Tesoro Excalibur SE Spectrum Review

👤by Tony Le Bourne Comments 📅07-05-17
Performance Testing

Setup, Design & Observations
Some found that with the older Tesoro keyboards that the software was rather unintuitive and difficult to use, and so Tesoro has opted to make the Excalibur SE Spectrum driverless. This is likely to be good move as there are many people that prefer driverless setups anyway. So all you need to get going with this keyboard is a spare USB port.

In use we found that its height allowed for comfortable use without needing a wrist-rest, and its relatively compact frame didn't take up an excessive amount of room on the desk.

After much thought of playing around with the Excalibur SE Spectrum, we felt that the Fn command layout could have been more efficient. For example, having the F1-F4 keys as macro keys seems a little pointless as they could have allowed any key to be set as a macro, which could then be enabled via a 'game mode' (maybe paired with the Windows Lock (Fn + Windows Key)) or by swapping to dedicated 2nd or 3rd profiles. We can also question the usefulness of having the adjustable repeat rate saturating F5-F8 when these could be placed on one key as a 'toggle'. These keys would better serve the majority of people as media keys (skip/previous, play/pause) or as shortcuts (web, system, calculator). It would have been nice to have had all the lighting controls grouped together too (colour, brightness, mode, record).

Moving onto the macro record function, it didn't seem as straight forward as we had hoped. To record a macro, firstly you must press the macro record button (Fn + Home), on entering this mode the 'R' light will flash quickly. You then need to assign one of the macro keys you wish to record to, (select one of F1-F4), the 'R' light will now flash at a slower rate. You can then input your keystrokes, once done, press Fn + Home to stop recording. Afterwards, I was unable to replay the recorded macro, either my pressing the F key to which the macro was saved, or by pressing Fn + F1. On several attempts, trying on different profiles, I concluded that somewhere in this process I was making a mistake, and this is inevitably down to vague instructions (it's okay, I can manually play Invoker anyway, everyone loves my sunstrike + meteor > alacrity combo, its game changing /end DOTA2 reference.)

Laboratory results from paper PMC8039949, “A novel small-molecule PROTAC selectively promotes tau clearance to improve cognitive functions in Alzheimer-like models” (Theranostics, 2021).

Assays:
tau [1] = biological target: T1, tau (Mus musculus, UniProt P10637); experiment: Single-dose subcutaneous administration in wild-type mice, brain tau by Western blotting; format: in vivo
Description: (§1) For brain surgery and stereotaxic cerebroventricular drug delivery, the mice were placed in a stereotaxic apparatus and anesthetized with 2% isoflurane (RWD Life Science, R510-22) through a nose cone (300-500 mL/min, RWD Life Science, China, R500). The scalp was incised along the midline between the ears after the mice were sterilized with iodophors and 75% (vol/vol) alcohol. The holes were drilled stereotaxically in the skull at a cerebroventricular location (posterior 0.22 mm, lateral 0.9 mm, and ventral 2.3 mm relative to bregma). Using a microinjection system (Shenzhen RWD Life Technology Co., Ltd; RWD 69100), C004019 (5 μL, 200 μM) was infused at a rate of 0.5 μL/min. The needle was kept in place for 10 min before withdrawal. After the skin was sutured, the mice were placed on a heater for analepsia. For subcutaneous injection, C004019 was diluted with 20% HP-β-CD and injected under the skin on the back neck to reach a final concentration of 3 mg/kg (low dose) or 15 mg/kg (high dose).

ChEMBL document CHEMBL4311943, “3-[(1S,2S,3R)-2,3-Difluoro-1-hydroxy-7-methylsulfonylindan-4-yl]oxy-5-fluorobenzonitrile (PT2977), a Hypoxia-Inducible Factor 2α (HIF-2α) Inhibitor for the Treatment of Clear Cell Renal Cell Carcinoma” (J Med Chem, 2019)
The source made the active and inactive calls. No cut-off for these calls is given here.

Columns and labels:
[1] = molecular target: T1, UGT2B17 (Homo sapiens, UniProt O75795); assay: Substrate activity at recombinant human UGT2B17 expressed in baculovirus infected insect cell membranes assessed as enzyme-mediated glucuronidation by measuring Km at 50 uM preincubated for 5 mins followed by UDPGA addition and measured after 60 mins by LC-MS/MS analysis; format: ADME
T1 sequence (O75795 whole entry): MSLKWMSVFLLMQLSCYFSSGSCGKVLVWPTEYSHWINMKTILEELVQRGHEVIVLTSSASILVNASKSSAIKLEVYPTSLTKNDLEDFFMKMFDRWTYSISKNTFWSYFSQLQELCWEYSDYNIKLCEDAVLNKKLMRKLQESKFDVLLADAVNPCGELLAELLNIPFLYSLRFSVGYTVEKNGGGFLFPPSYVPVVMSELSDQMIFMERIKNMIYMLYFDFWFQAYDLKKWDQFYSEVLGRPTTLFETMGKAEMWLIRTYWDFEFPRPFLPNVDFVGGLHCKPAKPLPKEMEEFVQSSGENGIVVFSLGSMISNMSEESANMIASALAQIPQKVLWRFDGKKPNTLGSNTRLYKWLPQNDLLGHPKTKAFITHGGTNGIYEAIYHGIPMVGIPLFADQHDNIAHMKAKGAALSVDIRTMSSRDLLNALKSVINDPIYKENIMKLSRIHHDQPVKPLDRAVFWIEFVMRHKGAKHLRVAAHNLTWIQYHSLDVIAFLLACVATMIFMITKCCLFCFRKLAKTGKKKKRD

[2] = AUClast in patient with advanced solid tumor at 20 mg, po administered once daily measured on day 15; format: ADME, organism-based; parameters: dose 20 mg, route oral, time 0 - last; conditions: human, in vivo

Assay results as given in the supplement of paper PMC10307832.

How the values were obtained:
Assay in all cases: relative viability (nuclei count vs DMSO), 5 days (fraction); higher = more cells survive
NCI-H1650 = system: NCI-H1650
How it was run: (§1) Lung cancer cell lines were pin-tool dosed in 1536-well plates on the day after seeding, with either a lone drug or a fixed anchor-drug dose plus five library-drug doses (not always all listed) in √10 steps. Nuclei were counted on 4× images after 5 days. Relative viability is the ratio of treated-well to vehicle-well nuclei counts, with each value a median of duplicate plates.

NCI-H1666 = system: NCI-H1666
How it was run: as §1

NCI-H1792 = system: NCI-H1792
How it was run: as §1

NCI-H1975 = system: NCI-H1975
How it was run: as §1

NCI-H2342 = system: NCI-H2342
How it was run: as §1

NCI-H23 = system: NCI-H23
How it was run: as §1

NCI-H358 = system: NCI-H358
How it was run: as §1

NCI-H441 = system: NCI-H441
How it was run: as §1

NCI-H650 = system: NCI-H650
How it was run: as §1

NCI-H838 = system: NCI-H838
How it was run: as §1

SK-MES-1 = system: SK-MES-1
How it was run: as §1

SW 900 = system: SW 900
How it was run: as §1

Testing the anti-ghosting with Aqua's Keytest, we found the Excalibur SE Spectrum does what it says on the tin, with 6KRO being 6 keys pressed, and NKRO allowing for as many keys we could press at once using our hands, feet and face, so gamers don't need to worry about that. We also ran several typing speed tests, with our average WPM (words per minute) at a rather sedate pace being around 65, the Excalibur SE Spectrum neither hindered or made any dramatic change to typing speed. However, we also decided to do a reaction test. This particular reaction test allows you to use the space bar as well as the mouse click. After normalising our reaction speed with the said test by spending several minutes getting accustomed to it, we found that we could heighten our alertedness and reaction times, and so the best way to combat this from skewing the results is to remain relaxed but alert. After averaging 5 mouse clicks we managed to score 212ms, compared a keyboard with Cherry MX Brown which scored an average of 306ms, and the Tesoro optical switches scored an average of 253ms. This is clearly representative of the response rate improvement with optical switches, especially when considering that the debounce latency adds around 30ms to the mechanical switch. The difference of 0.05-0.1s is within the realm of human awareness and could give some the competitive edge they need in game.

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